“Sometimes the math guys treat the real world like a leper colony.”

And by “math guys” they were referring to “physicists.”

bdw000A perfect analogy would be chemists claiming that water was made up of hydrogen and oxygen, but no one was able to actually take a glass of water and produce hydrogen and oxygen from it. And until someone can actually produce hydrogen and oxygen from water, it simply remains an interesting idea, that has NOT been scientifically proven in any way.

And so it is with “dimensions.”

jeditake a car battery, over charge it till it bubbles, light a match.

…..think. (that is after you get out of the burn unit.)

MargaretJedi, I hope you’re not speaking from experience!

jediA long time ago in a galaxy far away, I hopped on a motorcycle, stepped on the gas and burned my bottom.

LSM” I am no expert in physics”- neither am I (anything BUT!)- just a curious person trying to connect dots-

supposedly Tesla was not using conventional physics which is why he was able to accomplish so much more than any other scientist in modern human history-

sadly, conventional science/mathematics cannot explain explain extra dimensions; it’s why these rigid/blinders belief systems were set up to begin with: to obfuscate, bar and distract us from any kind of info proving that our 3-D world is an optical illusion-

now back to conventional science: we’ve been told we can only see something that reflects visible light, right?- and we see holograms/holographs (if one believes in a 3-D world according to conventional science)-

one step farther: a hologram is a distortion/fractionalistion of the original light source-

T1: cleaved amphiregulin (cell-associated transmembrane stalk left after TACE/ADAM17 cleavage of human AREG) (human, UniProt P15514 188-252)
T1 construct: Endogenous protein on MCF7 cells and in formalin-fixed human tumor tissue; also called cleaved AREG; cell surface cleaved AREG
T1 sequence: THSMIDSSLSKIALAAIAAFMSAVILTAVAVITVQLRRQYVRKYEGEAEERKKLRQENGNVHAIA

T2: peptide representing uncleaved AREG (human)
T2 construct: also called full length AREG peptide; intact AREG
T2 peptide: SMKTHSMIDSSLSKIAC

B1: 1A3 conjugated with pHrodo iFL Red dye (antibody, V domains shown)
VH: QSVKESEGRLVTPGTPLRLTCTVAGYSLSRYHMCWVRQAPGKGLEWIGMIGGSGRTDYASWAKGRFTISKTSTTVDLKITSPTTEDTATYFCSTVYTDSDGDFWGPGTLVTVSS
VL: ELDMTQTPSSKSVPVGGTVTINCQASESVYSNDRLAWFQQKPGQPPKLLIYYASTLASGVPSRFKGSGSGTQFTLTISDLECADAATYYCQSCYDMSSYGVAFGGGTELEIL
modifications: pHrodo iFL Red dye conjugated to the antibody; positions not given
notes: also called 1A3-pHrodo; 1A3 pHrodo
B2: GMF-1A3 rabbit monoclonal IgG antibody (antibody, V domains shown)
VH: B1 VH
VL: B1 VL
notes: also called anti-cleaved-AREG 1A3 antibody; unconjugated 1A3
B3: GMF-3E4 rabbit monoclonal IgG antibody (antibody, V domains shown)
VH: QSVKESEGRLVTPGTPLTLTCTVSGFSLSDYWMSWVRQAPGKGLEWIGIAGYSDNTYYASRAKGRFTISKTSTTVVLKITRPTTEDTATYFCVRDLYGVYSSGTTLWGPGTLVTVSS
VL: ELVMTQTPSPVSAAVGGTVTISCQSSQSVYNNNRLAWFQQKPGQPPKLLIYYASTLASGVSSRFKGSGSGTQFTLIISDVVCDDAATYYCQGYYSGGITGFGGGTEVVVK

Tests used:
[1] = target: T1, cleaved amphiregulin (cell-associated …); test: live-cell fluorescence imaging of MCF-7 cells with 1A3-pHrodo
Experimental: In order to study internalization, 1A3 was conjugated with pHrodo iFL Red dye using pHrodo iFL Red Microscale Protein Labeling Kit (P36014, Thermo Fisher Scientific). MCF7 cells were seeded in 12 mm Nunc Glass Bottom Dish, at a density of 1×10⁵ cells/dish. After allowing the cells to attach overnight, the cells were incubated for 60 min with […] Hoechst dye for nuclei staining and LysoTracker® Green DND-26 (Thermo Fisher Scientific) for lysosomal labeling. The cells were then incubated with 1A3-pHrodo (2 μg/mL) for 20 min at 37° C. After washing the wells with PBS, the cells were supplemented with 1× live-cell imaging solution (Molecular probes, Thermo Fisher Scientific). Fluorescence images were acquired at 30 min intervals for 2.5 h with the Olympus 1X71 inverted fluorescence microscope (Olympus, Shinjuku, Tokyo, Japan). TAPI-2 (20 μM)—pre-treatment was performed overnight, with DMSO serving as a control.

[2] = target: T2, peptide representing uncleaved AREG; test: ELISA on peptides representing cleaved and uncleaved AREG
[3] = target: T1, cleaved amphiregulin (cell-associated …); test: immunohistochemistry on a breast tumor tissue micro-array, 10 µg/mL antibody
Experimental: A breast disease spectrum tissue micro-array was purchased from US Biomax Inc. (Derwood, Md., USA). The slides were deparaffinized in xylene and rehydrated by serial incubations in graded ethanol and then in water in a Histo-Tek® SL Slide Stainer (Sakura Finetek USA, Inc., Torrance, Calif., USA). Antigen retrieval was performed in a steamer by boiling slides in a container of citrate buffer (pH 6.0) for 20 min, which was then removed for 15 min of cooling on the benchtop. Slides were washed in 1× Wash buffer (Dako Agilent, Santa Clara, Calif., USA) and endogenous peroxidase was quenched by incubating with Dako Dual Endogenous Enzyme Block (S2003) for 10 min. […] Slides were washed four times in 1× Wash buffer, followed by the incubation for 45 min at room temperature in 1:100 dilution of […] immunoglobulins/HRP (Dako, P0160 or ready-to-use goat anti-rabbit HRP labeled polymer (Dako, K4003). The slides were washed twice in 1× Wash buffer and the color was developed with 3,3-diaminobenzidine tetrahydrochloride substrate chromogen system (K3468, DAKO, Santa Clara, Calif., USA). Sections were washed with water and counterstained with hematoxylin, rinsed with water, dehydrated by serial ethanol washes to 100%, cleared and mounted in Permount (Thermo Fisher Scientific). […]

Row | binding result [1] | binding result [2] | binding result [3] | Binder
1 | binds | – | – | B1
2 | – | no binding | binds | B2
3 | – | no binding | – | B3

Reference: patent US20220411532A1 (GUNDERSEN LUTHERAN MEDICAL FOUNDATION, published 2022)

Lucifer (whoever that cat may have been) is/was considered to be the bearer of light; so what kind of light was he bearing?- the original pure light source or the 3-D fractionalisation of it? (the fall of man?)-

no-one can can convince me there aren’t other dimensions out there; I’ve had too many freaky experiences in my own life that defy conventional explaination- just because the majority of people don’t experience paranormal incidents doesn’t mean paranormal activity doesn’t exist- enough said-

stay well- Larry

jediif people want walk around a cube in there space time after reading this research who am I too stop them…..from being dingo food.

apology accepted.

QuietRiotI did a little more digging on this and while Dr. Bernstein did not invent the quantum teleportation described here, he did extend it n-dimensions, which means that much more information can be encoded. Dr. Bernstein also discussed its use as a method of apparently instantaneous communication in “deep space.”

Robert BarricklowAs time moves on,

the revelations are giving more weight

to your tag line, See you on the flip side.